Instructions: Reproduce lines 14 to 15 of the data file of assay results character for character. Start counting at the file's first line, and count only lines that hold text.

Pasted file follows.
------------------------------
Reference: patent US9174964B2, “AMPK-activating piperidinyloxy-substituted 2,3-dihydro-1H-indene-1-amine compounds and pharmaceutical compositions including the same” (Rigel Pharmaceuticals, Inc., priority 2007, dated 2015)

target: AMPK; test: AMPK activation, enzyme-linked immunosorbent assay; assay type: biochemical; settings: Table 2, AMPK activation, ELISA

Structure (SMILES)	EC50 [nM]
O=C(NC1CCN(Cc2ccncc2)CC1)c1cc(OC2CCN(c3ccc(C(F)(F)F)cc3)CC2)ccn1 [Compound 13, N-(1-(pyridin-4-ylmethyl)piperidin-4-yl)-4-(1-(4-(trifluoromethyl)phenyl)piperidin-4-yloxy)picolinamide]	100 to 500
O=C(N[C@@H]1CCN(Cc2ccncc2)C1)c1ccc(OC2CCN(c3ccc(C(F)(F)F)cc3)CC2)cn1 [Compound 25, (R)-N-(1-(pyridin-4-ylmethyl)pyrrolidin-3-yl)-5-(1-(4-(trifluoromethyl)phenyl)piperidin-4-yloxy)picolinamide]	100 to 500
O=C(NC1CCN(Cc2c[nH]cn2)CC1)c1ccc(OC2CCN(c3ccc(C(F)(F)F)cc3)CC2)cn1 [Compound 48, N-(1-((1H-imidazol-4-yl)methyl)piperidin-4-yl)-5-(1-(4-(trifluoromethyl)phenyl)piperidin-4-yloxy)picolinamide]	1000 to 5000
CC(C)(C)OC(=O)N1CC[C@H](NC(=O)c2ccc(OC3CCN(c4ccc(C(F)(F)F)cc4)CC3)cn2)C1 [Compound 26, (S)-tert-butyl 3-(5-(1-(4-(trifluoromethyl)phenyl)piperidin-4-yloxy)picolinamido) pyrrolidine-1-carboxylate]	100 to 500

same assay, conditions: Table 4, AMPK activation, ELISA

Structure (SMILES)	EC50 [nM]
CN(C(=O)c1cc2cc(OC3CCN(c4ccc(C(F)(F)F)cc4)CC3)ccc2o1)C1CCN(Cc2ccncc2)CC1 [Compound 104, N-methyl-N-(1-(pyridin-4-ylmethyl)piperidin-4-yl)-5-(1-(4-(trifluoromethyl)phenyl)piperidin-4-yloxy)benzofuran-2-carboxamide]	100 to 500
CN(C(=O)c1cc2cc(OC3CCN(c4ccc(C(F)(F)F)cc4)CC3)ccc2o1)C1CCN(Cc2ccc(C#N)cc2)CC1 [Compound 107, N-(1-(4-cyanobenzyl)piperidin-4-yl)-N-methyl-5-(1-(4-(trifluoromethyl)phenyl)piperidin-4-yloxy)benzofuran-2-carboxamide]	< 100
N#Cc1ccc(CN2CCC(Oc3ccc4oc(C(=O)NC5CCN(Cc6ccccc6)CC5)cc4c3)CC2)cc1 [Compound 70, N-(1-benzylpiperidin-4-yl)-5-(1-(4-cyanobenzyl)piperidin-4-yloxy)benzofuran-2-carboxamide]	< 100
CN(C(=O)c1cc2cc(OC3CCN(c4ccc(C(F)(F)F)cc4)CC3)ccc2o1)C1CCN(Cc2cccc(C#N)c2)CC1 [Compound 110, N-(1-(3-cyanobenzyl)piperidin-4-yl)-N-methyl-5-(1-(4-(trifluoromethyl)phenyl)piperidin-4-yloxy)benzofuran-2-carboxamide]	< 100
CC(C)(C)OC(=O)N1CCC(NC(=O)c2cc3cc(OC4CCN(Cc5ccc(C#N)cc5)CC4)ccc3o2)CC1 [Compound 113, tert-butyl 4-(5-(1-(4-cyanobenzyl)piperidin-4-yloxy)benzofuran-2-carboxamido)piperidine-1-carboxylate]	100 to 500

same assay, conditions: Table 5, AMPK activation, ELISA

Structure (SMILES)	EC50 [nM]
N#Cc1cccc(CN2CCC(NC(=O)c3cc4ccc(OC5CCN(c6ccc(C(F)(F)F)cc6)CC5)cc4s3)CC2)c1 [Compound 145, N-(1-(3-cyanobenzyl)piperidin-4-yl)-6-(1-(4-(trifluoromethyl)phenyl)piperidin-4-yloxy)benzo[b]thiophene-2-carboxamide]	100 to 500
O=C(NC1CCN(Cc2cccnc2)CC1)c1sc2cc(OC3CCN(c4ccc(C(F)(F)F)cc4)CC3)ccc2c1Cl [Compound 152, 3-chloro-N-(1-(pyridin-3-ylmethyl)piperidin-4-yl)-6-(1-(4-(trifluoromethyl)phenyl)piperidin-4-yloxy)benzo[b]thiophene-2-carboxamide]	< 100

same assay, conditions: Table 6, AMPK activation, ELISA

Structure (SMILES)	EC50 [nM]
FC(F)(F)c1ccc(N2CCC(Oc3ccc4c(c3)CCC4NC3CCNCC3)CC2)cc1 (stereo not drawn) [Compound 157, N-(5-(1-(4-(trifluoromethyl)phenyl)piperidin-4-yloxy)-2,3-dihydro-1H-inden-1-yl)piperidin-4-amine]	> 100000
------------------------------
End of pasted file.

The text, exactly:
CC(C)(C)OC(=O)N1CCC(NC(=O)c2cc3cc(OC4CCN(Cc5ccc(C#N)cc5)CC4)ccc3o2)CC1 [Compound 113, tert-butyl 4-(5-(1-(4-cyanobenzyl)piperidin-4-yloxy)benzofuran-2-carboxamido)piperidine-1-carboxylate]	100 to 500

same assay, conditions: Table 5, AMPK activation, ELISA